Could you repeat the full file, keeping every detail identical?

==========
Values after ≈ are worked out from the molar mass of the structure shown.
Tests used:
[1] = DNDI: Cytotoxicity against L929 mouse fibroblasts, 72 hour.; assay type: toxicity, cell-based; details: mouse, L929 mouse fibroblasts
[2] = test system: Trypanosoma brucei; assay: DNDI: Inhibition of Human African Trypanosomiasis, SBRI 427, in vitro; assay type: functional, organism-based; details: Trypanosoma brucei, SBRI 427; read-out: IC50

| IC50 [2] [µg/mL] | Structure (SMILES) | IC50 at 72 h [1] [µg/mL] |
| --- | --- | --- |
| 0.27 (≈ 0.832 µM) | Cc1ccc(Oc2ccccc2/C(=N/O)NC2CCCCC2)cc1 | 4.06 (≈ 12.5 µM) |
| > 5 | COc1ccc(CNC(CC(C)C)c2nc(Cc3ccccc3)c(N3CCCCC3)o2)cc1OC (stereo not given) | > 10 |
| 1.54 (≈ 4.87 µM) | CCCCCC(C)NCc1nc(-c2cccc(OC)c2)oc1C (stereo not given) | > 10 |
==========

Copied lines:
Values after ≈ are worked out from the molar mass of the structure shown.
Tests used:
[1] = DNDI: Cytotoxicity against L929 mouse fibroblasts, 72 hour.; assay type: toxicity, cell-based; details: mouse, L929 mouse fibroblasts
[2] = test system: Trypanosoma brucei; assay: DNDI: Inhibition of Human African Trypanosomiasis, SBRI 427, in vitro; assay type: functional, organism-based; details: Trypanosoma brucei, SBRI 427; read-out: IC50

| IC50 [2] [µg/mL] | Structure (SMILES) | IC50 at 72 h [1] [µg/mL] |
| --- | --- | --- |
| 0.27 (≈ 0.832 µM) | Cc1ccc(Oc2ccccc2/C(=N/O)NC2CCCCC2)cc1 | 4.06 (≈ 12.5 µM) |
| > 5 | COc1ccc(CNC(CC(C)C)c2nc(Cc3ccccc3)c(N3CCCCC3)o2)cc1OC (stereo not given) | > 10 |
| 1.54 (≈ 4.87 µM) | CCCCCC(C)NCc1nc(-c2cccc(OC)c2)oc1C (stereo not given) | > 10 |